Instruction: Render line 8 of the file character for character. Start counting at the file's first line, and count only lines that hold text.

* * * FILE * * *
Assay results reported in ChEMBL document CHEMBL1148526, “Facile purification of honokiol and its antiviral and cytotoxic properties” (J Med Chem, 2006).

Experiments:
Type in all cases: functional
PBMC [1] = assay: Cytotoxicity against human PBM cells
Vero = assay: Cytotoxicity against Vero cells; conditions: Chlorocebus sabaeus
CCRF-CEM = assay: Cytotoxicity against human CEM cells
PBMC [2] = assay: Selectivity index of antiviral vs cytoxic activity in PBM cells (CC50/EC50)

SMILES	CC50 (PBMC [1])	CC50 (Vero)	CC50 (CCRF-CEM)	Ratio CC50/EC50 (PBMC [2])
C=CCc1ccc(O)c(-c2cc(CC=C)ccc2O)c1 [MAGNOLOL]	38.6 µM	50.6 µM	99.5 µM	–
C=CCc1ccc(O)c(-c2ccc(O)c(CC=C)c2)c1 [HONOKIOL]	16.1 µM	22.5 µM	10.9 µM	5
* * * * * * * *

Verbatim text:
SMILES	CC50 (PBMC [1])	CC50 (Vero)	CC50 (CCRF-CEM)	Ratio CC50/EC50 (PBMC [2])